that is memorable. one phrase was interesting. they said to control it, to govern the italians is not difficult. it is impossible so in a situation like that, would have been impossible to control anything anything. so i left. >> so you left. >> and then i became a free bird. >> and how did that feel? >>antasc. at w fantastic. i had been music director all my life, since 1968. london fill harmonia, philadelphia orchestra after-- lascala, 19 years and so after so many years of hard work, not only artistically, musically but about all the other things that-- a good and honest music director has to take care of, i worked so hard that suddenly i felt i, you know, light. i have to do only music when i want, where i want, and how i want. i was-- i felt like a bird as i said before. and that was the period when the new york philharmonic asked me to become the music director. i did several coertsany concertsith the new rk philharmonic, beautiful concerts. i admire those musicians. i think that they are very good. and i have wonderful memories. so when i asked to become music director i was hesitant. i
will roil the economy with a series of fights over taxes, government shut downs and debt limit increases. >> i actually had one hedge fund manager say to me, "oh, they'd never allow to go over the cliff, because they, they being members of congress, would be embarrassed by this. and i don't think wall street understands what it actually takes to embarrass a member of congress on the kinds of issues. >> reporter: if an agreement isn't reached by january 3, the new congress will have to deal with the problem, potentially delaying action even further. darren gersh, "n.b.r.," washington. >> susie: our guest tonight is bullish for 2013. he's wayne kaufman, chief market analyst at john thomas financial. >> so, wayne, give us your bullish case. make the case for us for why you see the dow and the sep up by as much as 12% in 2013. >> well, i do think there's a very good chance that the major index is the s&p and the dow make new all-time highs, sometime in 2013. you have been going over the housing market doing much better but the entire construction industry, the whole building sector is also d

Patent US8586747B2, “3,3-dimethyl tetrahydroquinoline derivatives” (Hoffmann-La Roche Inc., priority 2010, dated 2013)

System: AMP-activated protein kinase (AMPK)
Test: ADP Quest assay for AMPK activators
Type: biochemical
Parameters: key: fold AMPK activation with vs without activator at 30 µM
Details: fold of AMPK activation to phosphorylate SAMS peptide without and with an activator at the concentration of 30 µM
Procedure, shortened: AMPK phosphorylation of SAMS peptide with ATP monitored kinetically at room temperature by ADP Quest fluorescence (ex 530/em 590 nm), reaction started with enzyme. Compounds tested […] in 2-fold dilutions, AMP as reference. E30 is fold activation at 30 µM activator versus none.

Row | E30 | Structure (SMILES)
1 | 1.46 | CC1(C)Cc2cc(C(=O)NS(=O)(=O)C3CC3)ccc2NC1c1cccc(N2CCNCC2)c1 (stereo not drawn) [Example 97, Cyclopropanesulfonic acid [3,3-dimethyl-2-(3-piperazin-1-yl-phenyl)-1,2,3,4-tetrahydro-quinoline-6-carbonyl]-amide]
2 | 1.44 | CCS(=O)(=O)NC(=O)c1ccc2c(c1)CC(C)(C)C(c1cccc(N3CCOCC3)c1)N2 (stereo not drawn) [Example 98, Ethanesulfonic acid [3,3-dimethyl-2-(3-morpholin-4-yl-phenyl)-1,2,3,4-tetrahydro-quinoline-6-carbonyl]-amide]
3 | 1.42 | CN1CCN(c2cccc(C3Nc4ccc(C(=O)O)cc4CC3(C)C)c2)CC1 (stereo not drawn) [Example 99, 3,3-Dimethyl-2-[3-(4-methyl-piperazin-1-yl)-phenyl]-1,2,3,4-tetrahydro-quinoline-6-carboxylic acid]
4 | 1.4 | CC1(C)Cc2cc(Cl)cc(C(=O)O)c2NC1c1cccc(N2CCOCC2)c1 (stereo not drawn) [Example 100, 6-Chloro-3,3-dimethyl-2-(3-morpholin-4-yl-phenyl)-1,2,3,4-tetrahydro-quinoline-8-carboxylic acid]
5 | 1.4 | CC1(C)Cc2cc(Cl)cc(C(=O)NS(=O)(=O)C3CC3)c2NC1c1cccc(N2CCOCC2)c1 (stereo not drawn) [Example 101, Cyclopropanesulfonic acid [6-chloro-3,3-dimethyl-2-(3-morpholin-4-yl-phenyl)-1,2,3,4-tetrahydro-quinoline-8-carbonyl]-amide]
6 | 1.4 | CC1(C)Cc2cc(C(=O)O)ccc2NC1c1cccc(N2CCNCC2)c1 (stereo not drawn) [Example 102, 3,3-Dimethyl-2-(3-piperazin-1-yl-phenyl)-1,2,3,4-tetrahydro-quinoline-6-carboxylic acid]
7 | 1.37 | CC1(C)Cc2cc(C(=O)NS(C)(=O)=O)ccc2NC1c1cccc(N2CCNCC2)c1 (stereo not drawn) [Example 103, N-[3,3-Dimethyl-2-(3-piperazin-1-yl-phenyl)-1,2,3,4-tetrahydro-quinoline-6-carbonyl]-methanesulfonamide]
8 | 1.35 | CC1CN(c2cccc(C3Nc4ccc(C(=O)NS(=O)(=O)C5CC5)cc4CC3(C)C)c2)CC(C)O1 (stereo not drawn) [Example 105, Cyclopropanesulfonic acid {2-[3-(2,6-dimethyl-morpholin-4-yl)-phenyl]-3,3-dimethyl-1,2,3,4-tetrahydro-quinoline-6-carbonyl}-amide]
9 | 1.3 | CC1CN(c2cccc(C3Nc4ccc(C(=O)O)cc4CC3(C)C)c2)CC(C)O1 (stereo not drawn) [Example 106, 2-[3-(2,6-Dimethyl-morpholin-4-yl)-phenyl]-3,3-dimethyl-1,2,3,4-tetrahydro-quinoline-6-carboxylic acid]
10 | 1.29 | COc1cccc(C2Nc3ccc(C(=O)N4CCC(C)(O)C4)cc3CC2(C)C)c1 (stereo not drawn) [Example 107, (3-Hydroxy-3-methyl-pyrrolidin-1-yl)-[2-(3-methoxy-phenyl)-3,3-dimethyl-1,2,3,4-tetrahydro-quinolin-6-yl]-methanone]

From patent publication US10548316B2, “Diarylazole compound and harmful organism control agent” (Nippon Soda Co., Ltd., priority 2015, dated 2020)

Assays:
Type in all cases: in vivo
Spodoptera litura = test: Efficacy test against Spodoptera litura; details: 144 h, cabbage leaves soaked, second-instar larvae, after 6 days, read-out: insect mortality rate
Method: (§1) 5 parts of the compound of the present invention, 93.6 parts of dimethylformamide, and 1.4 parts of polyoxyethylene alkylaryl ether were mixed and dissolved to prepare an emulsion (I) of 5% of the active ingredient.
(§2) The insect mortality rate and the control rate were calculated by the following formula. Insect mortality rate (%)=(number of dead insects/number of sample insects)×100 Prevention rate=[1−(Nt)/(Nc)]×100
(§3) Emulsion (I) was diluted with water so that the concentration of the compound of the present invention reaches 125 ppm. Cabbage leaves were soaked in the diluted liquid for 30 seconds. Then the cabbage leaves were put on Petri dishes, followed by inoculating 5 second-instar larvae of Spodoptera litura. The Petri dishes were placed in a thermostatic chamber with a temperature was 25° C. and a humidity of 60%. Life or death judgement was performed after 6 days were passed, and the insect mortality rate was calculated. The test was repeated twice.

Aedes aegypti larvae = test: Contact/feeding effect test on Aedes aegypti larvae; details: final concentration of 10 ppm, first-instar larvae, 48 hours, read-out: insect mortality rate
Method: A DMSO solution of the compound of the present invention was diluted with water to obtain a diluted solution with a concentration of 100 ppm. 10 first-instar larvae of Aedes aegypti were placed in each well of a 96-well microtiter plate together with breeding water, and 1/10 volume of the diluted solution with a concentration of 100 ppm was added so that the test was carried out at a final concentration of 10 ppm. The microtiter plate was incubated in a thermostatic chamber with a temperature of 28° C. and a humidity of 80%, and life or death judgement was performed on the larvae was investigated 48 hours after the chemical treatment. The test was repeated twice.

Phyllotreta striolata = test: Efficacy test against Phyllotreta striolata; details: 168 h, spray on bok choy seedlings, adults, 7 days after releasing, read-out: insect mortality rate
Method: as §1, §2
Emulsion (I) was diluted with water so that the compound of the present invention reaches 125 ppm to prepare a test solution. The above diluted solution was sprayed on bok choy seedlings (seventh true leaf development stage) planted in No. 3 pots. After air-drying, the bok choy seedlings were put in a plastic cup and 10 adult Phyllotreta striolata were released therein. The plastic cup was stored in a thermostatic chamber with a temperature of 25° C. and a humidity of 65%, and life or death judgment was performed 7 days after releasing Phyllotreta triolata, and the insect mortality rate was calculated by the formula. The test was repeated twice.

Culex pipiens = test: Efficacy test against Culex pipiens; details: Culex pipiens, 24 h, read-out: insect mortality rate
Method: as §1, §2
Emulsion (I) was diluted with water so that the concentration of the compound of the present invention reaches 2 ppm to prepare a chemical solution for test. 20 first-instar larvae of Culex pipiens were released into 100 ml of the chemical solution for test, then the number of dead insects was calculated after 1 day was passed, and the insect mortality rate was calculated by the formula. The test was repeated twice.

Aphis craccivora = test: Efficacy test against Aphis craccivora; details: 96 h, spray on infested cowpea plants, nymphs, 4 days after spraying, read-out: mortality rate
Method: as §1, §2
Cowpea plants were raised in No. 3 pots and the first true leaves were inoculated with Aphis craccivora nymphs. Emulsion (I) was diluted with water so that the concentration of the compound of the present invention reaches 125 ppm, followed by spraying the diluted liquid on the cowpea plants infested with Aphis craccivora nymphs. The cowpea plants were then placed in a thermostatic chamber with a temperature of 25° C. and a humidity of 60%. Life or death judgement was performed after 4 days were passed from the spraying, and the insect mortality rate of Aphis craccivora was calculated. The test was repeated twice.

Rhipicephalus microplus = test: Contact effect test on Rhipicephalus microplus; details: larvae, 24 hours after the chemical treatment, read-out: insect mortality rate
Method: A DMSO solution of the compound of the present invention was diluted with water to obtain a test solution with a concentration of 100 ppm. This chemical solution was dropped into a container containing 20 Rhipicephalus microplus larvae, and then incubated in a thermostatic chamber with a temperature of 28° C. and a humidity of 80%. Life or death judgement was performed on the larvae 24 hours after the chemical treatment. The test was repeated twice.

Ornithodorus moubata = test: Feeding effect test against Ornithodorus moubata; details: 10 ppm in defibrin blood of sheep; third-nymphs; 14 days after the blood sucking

in india. the indian government looking into whether wal-mart's lobbying activities in the u.s. violated indian laws. shares of wal-mart closed fractionally higher. smith and wesson is buying back an additional $15 million worth of stock, on top of the $20 million repurchase program it recently completed. smith and wesson's shares have fallen nearly 10% since the newtown connecticut shootings. investors bought up gold today, as a safe place to park money while washington lawmakers spar over the fiscal cliff. the precious metal settled $3 hier at $1,663 an ounce. gold prices are on pace for an annual rise of about 6%, the smallest annual gain since 2008. and, supply concerns pushed palladium prices to a nine-month high. investors are worried that tight supplies from the world's top two producers and steady demand from the auto sector could mean higher prices in 2013. it settled at $708 an ounce: over the past year the metal has rising about 7.5%. and finally, for the second day in row the ishares emerging market e.t.f. ended higher. and that's tonight's "market focus." >> susie: once upon